non-load bearing areas. I was a bit surprised to find MDF in a 1950s product - but its
application here makes sense. The cabinet is beautifully made, dovetailed jointwork in the
corners. I had to re-glue one corner, which is why the machine head, still in the un-stripped
base, is sitting on top - a convenient clamping weight! Note new spool pin and felt on top.
View of the motor with its end re-lacquered as well as the new SingerLight. I've been told
that this particular SingerLight is an upgrade - the original as supplied on US market machines
was more of a spotlight style that was notorious for getting very hot.
All three of my machines viewed from the top. The white White, a "full sized" machine, the
"¾ sized" Singer 99K base aligned with the White at their right (handwheel) ends, and
the miniature Bell in the lower right corner.
Stripped base. Turned out the end panels were MDF, which was destroyed removing
the old latch hardware. Also seen clearly here is the ill-fitted intermediate wood
piece with cord slot. Subsequent work with a belt sander rendered it flush with the
rest. The thin wood at the bottom that doesn't really fit at all is a reinforcing
piece to allow screwing an outlet block (such as I subsequently employed) in place.
New reinforcing piece. I didn't really have to replace it, given its function, plus
the fact that the Tolex would cover it. But as I had the wood on hand anyway...
New hardwood, glued and nailed (original nails!) in place. Note square corners.
Tolex for bottom and ends of electric compartment. Note the now rounded corners.
Not seen very well at all here, the intermediate piece is now sanded flush.
Several pieces of Tolex later. The intermediate wooden piece has a patch installed to
fill a slot originally intended to route cords to the electric compartment from machines
with bottom fed cords. As the 99K's cords come off the top, the slot was un-needed.
Applying Tolex to the bottom...
Nail-in feet for the bottom - similar but more robust than the original.
Finished bottom. Couldn't resist the temptation to glue a business card!
Inside view of the previously re-covered top.
New contact paper interior.
Outside view with new handle...
Paper covered wood spacers/reinforcers where handle attaches.
So here it is, outlet block mounted in electric compartment, ready to sew!
Outside view with new latch hardware in place. The whitish "stains" are
glue over-seepage that were removed later (hot, wet towel did the trick!).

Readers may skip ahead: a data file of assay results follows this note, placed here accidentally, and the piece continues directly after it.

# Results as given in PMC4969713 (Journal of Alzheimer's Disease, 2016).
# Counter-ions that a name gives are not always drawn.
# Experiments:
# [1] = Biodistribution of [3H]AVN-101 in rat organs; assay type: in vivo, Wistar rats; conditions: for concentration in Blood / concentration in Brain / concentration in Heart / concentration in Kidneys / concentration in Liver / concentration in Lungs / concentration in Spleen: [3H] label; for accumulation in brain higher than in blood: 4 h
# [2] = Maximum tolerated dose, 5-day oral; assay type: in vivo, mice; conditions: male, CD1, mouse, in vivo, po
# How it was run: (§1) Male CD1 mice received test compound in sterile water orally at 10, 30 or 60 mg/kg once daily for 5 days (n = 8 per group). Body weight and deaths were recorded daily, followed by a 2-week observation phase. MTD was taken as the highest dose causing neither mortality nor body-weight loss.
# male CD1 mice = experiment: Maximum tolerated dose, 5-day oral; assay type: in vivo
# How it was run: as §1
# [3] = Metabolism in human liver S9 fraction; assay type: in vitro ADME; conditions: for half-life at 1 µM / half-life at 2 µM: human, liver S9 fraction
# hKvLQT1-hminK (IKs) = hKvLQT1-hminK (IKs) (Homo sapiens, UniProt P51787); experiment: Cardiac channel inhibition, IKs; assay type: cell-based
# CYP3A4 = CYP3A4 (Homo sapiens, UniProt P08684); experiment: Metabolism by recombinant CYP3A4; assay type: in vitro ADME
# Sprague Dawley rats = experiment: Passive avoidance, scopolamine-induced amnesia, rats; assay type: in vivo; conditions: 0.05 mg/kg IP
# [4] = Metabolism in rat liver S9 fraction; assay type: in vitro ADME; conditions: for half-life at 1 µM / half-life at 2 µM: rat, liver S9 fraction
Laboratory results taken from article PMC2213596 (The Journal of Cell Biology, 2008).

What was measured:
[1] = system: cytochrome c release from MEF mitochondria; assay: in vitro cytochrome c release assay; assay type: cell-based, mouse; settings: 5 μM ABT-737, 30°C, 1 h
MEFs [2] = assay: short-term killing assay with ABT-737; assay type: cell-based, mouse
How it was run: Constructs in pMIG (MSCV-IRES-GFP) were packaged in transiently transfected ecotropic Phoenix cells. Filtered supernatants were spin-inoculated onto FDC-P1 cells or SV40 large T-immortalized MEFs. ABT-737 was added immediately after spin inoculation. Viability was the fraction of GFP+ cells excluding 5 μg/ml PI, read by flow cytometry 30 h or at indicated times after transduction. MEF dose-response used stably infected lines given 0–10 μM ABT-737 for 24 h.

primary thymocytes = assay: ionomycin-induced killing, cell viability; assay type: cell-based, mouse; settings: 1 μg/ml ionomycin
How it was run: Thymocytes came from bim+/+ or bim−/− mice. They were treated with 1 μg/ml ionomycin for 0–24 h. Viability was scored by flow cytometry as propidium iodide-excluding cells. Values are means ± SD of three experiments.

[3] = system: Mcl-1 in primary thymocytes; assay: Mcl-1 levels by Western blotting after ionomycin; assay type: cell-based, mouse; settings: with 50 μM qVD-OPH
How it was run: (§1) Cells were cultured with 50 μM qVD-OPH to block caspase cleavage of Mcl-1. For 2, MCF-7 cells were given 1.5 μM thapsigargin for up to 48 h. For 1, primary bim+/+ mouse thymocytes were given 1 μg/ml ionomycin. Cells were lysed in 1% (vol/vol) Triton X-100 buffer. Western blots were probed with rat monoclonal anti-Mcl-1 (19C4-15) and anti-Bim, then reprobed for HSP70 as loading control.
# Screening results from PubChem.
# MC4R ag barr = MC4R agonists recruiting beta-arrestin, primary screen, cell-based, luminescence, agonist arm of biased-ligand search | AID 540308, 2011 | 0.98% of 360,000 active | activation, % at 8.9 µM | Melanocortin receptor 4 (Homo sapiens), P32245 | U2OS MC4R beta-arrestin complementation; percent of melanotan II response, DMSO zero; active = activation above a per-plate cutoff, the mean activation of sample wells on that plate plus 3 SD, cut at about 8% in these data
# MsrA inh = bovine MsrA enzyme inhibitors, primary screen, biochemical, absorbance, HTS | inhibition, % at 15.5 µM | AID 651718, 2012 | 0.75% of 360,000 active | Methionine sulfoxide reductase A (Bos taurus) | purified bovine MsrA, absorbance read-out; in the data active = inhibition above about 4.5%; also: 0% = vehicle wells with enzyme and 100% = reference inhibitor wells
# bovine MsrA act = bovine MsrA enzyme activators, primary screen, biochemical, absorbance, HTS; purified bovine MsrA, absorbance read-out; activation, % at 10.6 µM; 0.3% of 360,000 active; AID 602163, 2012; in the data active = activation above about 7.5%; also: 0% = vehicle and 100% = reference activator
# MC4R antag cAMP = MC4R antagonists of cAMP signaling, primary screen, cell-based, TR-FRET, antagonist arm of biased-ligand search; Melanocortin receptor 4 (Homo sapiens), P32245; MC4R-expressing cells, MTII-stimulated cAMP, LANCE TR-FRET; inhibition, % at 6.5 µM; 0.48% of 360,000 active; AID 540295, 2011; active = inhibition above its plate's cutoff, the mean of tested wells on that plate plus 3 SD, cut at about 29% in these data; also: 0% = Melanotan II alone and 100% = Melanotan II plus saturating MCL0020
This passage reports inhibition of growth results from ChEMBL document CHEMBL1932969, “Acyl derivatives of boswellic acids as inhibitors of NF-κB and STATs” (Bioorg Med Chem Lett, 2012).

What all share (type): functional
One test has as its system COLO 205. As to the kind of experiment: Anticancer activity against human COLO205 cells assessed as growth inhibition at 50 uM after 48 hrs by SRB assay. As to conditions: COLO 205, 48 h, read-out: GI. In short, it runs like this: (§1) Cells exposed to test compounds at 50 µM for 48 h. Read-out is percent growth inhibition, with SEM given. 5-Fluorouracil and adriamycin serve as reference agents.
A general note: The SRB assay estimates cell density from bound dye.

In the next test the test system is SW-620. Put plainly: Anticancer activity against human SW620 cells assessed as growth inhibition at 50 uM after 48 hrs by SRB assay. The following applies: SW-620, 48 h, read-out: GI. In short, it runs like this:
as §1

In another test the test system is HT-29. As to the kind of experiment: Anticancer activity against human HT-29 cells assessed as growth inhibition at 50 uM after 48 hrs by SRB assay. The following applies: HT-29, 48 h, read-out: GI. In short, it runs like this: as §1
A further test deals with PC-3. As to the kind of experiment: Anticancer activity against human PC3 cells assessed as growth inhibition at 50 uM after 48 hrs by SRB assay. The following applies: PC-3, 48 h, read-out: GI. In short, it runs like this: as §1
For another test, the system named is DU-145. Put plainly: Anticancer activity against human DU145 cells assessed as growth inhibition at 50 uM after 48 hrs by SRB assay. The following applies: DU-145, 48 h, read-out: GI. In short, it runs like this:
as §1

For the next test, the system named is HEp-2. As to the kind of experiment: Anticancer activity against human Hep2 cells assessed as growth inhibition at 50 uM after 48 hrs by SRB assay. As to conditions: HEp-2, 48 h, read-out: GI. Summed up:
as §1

Ended up being at least as nice as the genuine Singer case pictured above.
Test seam - works great!
With that said, it was a fun project. I used a tough, synthetic covering called "Tolex", which is used to cover Rock band amplifiers, speakers, and just about every musical instrument case in existence from Rock guitars to French Horns. Its usually plain black, but I was able to purchase this red/black Python-skin look stuff from a speaker supply house. The new handle (much easier on the hands than the original) and the replacement end latches came from the same source. Glued the Tolex on with hot hide glue which works well, even though some of it over-seeped to the outside and needed cleaning off (not hard).
As I noted above, I at first thought the case was of Japanese origin, due to its similarity to cases I've seen countless Japanese machines in. Now I'm not so sure - while replacing the MDF ends on the base with Poplar - the length, width, and thickness came out to even fractional inches, not some weird measurement that would have been the result of metric measurements being used in Japan. The top measured out similarly into even inches! This in turn leads me to believe that the similar cases seen on various Japanese machines are mostly of US origin also. Certainly, many/most motors on Japanese machines are of U.S. origin, why not the cases?
In the end, I threaded up a brand new class-66 bobbin with black thread, and ran a test seam which came out perfectly. Who knows when the last time this machine actually sewed? Being 53 years old at this writing, it could have sat around un-used for 5 years - or 25! A bit later, I found myself needing to sew some black elastic for a pair of "harem pants", and since the ol' Singer was already sitting there, threaded up with black thread, I sat down at it and gave it its first "real" job. I'm amazed at how smoothly it sews - very impressive!
Subsequently, I took it to a "stitch and bitch" where my dance sisters and myself were sewing together Belly Dance skirts. The 99K did admirably well. It will be returning to the next session when we work on vests and, for the gals, bras.